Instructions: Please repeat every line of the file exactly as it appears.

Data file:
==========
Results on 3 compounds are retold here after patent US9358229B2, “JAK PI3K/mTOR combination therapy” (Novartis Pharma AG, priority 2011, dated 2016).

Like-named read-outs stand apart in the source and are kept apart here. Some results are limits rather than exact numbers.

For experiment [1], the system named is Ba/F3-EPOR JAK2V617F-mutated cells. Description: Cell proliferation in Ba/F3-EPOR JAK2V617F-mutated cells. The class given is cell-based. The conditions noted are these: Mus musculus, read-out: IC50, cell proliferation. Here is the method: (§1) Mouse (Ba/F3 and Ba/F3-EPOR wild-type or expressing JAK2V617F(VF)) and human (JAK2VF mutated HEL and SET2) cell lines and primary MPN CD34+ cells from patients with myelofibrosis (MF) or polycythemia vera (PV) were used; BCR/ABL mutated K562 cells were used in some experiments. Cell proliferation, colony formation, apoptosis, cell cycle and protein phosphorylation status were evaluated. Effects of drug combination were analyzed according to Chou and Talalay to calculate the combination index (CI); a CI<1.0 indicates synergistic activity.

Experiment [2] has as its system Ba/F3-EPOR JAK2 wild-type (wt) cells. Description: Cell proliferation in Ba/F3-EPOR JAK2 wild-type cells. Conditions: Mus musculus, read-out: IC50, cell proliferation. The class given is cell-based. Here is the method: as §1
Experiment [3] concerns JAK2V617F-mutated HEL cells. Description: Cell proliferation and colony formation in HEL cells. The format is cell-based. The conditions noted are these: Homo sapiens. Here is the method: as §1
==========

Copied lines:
Results on 3 compounds are retold here after patent US9358229B2, “JAK PI3K/mTOR combination therapy” (Novartis Pharma AG, priority 2011, dated 2016).

Like-named read-outs stand apart in the source and are kept apart here. Some results are limits rather than exact numbers.

For experiment [1], the system named is Ba/F3-EPOR JAK2V617F-mutated cells. Description: Cell proliferation in Ba/F3-EPOR JAK2V617F-mutated cells. The class given is cell-based. The conditions noted are these: Mus musculus, read-out: IC50, cell proliferation. Here is the method: (§1) Mouse (Ba/F3 and Ba/F3-EPOR wild-type or expressing JAK2V617F(VF)) and human (JAK2VF mutated HEL and SET2) cell lines and primary MPN CD34+ cells from patients with myelofibrosis (MF) or polycythemia vera (PV) were used; BCR/ABL mutated K562 cells were used in some experiments. Cell proliferation, colony formation, apoptosis, cell cycle and protein phosphorylation status were evaluated. Effects of drug combination were analyzed according to Chou and Talalay to calculate the combination index (CI); a CI<1.0 indicates synergistic activity.

Experiment [2] has as its system Ba/F3-EPOR JAK2 wild-type (wt) cells. Description: Cell proliferation in Ba/F3-EPOR JAK2 wild-type cells. Conditions: Mus musculus, read-out: IC50, cell proliferation. The class given is cell-based. Here is the method: as §1
Experiment [3] concerns JAK2V617F-mutated HEL cells. Description: Cell proliferation and colony formation in HEL cells. The format is cell-based. The conditions noted are these: Homo sapiens. Here is the method: as §1